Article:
Robinson: Parents care about results. They usually have one concern – is their child learning and thriving? If so, you won’t find many complaints.
Even if the CEO responsible for the curriculum is making a profit.

One of the arguments I hear from people determined to limit school choice options is that private companies shouldn’t be involved in the business of educating our kids. Activists against accountability rail against corporations that administer tests. Charter school opponents argue that for-profit companies are trying to profit from our children. Anti-choice proponents label those of us involved in school choice as conspirators in an effort to privatize public education.

The truth is, numerous companies conduct legitimate and valuable business with our public schools. These entities produce textbooks, assessments, curriculum guides, software, and so much more. Schools could not effectively educate students without these supplemental tools and supplies.

But for the sake of argument, let’s put aside those facts and consider this:

Like thousands of other kids across the country, my own children benefit from the involvement of a huge, international conglomerate, an important player in one of this country’s most popular magnet programs – the International Baccalaureate program.

According to its website, “the IB works with 3,665 schools in 146 countries to offer the four IB programmes to approximately 1,133,000 students.”

How’s that for outside involvement?

My children attend an IB program at Williams Middle School in Tampa, Fla. I’ve been both a member of the school’s PTA and an elected officer for the past three years. As such, I’ve never heard a single parent complain about the fact that a foreign company is operating in Hillsborough County schools, nor have I heard anyone complain about lack of local control. In fact, parents aren’t complaining at all. They are lining up to get their kids into the program. Many don’t even know the background of this Geneva-based organization and even fewer seem to care.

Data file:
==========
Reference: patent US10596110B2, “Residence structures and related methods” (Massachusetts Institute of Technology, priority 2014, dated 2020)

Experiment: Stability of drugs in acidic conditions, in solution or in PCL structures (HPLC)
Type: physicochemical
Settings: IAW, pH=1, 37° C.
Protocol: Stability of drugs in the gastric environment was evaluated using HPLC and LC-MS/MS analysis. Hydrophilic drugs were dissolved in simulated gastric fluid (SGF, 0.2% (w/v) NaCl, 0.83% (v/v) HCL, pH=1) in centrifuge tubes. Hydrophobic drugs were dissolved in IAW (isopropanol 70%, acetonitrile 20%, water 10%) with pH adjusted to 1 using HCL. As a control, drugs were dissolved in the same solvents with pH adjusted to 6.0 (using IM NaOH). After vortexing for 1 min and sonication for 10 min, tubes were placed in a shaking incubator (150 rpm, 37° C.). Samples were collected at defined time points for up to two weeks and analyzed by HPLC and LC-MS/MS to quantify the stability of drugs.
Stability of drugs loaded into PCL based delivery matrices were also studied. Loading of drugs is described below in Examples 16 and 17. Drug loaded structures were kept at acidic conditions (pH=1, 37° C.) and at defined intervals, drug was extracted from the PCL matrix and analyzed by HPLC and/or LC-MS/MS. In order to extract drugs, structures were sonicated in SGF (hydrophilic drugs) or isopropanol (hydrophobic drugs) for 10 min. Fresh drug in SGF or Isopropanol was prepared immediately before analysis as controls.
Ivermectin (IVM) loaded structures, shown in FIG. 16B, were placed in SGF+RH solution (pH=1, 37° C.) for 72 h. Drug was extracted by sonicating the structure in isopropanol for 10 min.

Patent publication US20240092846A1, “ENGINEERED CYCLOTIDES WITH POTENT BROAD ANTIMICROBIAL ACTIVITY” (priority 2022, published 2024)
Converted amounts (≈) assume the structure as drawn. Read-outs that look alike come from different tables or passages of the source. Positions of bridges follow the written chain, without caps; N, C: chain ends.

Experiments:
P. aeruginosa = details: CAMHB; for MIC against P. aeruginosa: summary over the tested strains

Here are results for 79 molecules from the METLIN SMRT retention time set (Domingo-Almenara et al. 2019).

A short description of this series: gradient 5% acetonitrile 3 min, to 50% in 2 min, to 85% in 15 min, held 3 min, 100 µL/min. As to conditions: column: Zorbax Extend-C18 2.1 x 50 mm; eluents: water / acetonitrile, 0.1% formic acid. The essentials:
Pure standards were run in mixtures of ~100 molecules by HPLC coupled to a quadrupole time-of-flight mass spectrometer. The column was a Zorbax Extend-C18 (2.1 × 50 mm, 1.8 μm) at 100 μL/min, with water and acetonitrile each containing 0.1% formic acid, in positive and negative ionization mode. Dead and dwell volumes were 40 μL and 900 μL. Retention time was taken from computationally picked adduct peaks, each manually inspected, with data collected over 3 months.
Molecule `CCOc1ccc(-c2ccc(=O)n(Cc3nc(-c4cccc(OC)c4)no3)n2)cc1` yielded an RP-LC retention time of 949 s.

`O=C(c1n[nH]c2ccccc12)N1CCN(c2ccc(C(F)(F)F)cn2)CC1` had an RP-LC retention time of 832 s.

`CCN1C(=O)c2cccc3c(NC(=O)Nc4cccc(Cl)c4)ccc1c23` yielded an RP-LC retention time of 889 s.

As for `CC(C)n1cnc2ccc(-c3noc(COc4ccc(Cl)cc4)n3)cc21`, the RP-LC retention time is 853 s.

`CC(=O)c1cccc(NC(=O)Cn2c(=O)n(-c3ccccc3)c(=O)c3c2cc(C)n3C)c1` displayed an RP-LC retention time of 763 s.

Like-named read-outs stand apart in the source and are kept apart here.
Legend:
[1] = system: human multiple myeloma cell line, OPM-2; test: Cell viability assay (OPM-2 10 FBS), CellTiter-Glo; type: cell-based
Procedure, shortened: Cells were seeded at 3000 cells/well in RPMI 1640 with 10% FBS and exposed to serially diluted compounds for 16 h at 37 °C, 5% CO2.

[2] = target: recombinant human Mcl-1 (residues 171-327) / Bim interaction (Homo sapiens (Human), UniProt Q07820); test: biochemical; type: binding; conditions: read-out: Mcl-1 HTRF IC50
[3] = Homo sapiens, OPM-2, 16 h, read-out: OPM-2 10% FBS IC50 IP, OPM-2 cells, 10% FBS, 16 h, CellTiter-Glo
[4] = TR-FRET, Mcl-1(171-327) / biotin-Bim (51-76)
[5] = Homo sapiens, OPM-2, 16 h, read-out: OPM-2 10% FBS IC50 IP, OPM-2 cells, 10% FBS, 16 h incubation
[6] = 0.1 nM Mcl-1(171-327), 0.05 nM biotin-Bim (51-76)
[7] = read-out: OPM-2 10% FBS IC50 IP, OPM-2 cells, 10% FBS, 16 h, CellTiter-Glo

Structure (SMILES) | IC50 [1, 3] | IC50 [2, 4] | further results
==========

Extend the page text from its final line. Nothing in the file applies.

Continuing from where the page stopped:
All they know is the program works for their kids.

That’s what matters. Continue Reading →

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Florida schools roundup: Rick Scott, PARCC, BOE appointment & more

PARCC: Gov. Rick Scott calls on state education leaders to drop out of PARCC, the assessments aligned with the new Common Core State Standards. But last year, Scott celebrated the fact that PARCC was coming to Florida. The Buzz. More from the Sun Sentinel, Orlando Sentinel, Miami Herald, StateImpact Florida, Associated Press, Sarasota Herald-Tribune, Education Week, Sunshine State News, Pensacola News JournalDaytona Beach News-Journal, The Answer Sheet, Florida CurrentNPR and Wall Street Journal. florida-roundup-logoSome of Scott’s concerns  about PARCC are debunked on the Florida Department of Education’s website. Tampa Bay Times. There is nothing wrong with striving to make sure standards and assessments in Florida are as valid and fair as possible, writes Tampa Bay Times columnist John Romano. “The real problem is risking everything that has already been accomplished by our students and educators by creating a mythical boogeyman just to score political points.” And this from the Tampa Bay Times: Scott’s declaration … is a serious setback for education reform.”

Board of Ed: Gov. Rick Scott on Monday appointed a former teacher as the newest member of the State Board of Education. The Buzz.

School buses: Lake County School Board members restore busing to more than 450 students who face dangerous walking routes to classes. Orlando Sentinel.

Charter schools: Academy of Arts & Minds, the high-performing but oft-scrutinized performing arts charter high school in Miami-Dade County files for bankruptcy. Miami Herald.

Teachers: The Call Me MISTER program seeks up to four black men a year to become teachers, providing scholarships for their tuition. In return, they must teach for at least five years in schools identified  as low performing. Florida Times-Union.

Achievement gap: The Tampa Tribune outlines Pinellas County’s new plan to help black students. Among the goals: Schools with high suspension rates for black students would receive training in “culturally responsive positive behavior interventions.”